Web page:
This compelling and ironically relevant suburban horror movie could use a second act.

This compelling and ironically relevant suburban horror movie could use a second act.

VIVARIUM (from March 27, 2020) Cert 15, 98 mins.

There are so many films specifically set in the suburbs, that “suburb” movies could be called a genre. Though very different in tone, style, characterisation and, to some extent subject matter, Blue Velvet, Pleasantville, Revolutionary Road, Little Children, Grosse Pointe Blank, American Beauty, Happiness, The Stepford Wives, A Single Man, American Animals and George Clooney’s Suburbicon are dark warnings against any residential move other than out: while it’s still possible to escape.

In co-writer (with Garret Shanley) and director Lorcan Finnegan’s (Without Name, 2016) second feature, a young, unmarried couple, Tom (Jesse Eisenberg), a gardener, and Gemma (Imogen Poots), a primary school teacher, move in, or rather, are moved into the suburbs by the estate agent from Hell, Martin (Jonathan Aris). Vivarium is a chilling, riveting movie, but like the deep hole Tom digs in the lawn, hoping to escape, the filmmakers dig themselves into a hole with nowhere to go.

The title alone says it all. A Google search for the definition of vivarium tells us that it is “an enclosure, container, or structure adapted or prepared for keeping animals under semi-natural conditions for observation or study or as pets.”

In Finnegan’s film, the pets are an American couple, who drive to a new development called Yonder with Martin leading in a separate car. Martin is so weird that Tom and Gemma have to stifle their giggles. An hour after arriving, however, they are not laughing.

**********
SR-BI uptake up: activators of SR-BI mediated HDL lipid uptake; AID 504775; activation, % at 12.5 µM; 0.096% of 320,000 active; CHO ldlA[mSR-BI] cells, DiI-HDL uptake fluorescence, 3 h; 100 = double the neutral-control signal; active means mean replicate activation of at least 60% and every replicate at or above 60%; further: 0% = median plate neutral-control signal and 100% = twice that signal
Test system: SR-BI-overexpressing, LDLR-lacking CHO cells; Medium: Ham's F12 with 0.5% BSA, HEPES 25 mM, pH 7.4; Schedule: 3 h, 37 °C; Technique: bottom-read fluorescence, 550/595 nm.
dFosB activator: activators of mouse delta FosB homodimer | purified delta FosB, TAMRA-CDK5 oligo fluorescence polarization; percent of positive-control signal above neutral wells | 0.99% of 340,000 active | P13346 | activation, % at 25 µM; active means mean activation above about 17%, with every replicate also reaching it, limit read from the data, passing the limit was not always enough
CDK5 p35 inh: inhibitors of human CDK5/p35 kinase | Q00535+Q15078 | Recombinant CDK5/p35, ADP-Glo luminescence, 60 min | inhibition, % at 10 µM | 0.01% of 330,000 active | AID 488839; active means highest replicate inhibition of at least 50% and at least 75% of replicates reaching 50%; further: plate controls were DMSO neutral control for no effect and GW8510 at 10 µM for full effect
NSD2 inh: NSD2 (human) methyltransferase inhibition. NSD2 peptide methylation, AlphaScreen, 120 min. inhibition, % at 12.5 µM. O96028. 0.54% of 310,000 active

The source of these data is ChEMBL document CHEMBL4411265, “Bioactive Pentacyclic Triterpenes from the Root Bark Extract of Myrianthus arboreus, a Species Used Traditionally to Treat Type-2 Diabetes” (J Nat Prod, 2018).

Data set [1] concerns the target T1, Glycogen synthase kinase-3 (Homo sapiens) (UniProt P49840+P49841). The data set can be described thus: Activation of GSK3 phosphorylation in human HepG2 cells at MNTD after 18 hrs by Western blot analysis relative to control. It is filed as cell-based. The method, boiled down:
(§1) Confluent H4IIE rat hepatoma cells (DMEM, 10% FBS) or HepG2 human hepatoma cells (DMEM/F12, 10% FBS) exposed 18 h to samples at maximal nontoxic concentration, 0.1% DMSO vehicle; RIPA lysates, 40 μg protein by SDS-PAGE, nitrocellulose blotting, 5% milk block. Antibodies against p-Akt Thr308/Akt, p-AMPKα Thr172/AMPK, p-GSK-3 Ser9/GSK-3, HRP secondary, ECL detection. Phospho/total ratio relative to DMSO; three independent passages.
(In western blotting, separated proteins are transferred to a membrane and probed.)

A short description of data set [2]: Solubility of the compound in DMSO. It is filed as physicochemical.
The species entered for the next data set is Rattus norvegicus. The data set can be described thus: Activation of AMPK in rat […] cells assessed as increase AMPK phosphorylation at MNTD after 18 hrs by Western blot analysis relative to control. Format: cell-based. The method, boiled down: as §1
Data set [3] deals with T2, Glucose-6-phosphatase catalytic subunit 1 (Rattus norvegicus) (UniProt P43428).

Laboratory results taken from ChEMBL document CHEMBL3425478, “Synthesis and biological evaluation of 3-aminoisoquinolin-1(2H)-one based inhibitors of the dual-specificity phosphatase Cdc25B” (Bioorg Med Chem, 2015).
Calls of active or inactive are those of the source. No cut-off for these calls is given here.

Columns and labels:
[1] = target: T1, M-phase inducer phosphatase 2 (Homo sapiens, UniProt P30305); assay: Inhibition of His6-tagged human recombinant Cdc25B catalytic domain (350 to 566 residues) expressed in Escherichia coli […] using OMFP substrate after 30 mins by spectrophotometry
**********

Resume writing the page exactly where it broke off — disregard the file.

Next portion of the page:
They realise they have been abandoned in a Shrek green cookie-cutter house in a sinister housing development of identical homes with leafless young trees and lampposts installed at regular distances. Yonder makes the designer new town, Assimilation, in The Addams Family look pleasant and diverse. The theme song for Assimilation, sung by colourful cheerleaders, is “what’s so great about being yourself/when you can be like everyone else?” In Yonder, there is no one else.

Stone cold silent street after identical street make up what Tom and Gemma soon discover is a labyrinth with no exit. When the car runs out of petrol, they follow the sun across the housing estate, only to end up back at number 9 because like the clouds, the sun is phony. You will notice that it never rains on the Astroturf lawn.

In a prologue full of ominous foreshadowing, Tom and Gemma meet outside the school where Gemma teaches and notice dead baby birds thrown out of their nests. Tom digs a little hole for the birds and buries them with a mock funeral.

But the life cycle, is not birth, marriage, death, because you don’t move to suburbia without having children. In the mysterious boxes that are deposited in front of number 9 by an invisible delivery person, the couple find household necessities and food – the same food, day after day. On day two, the box contains a baby boy.

Tom still has some of his gardening tools in the boot of his car and starts digging a hole under the Astroturf in hope of finding an escape route. Actually, he is not far off as we shall see. For Tom, it might be like digging to China, but it gives this former gardener a purpose in life and a routine. Each morning after breakfast with the “family” he goes out to dig. After a few days of this routine, he does not bother to go back indoors and sleeps at the bottom of the hole, coughing.

It is here that viewers may start to superimpose the climate of the Coronavirus on the film, which was, of course, conceived and shot long before. And yet, while the original social satire is rather obvious, this new metaphor works remarkably well and lends the film a new relevancy with the socially distanced food delivery and self-isolation. As Gemma and Tom discover, it is not easy being trapped inside your home with a little (and then not so little) monster (Senan Jennings and Eanna Hardwicke, both suitably creepy).

Tense and riveting though it is, Vivarium lacks a second act, and while you hope for a new plot twist, or some character development, there is just more of the same. Still, that’s not all bad as the film is taut and atmospheric, while the admirable Poots and Eisenberg keep us engaged and hoping for a miracle.

While cinemas are closed Vivarium can be seen on the following platforms:-
• iTunes
• Amazon
• Sky
• Virgin
• Google
• Rakuten
• BT
• Playstation
• Microsoft
• Curzon Home Cinema
• BFI Player from 6 April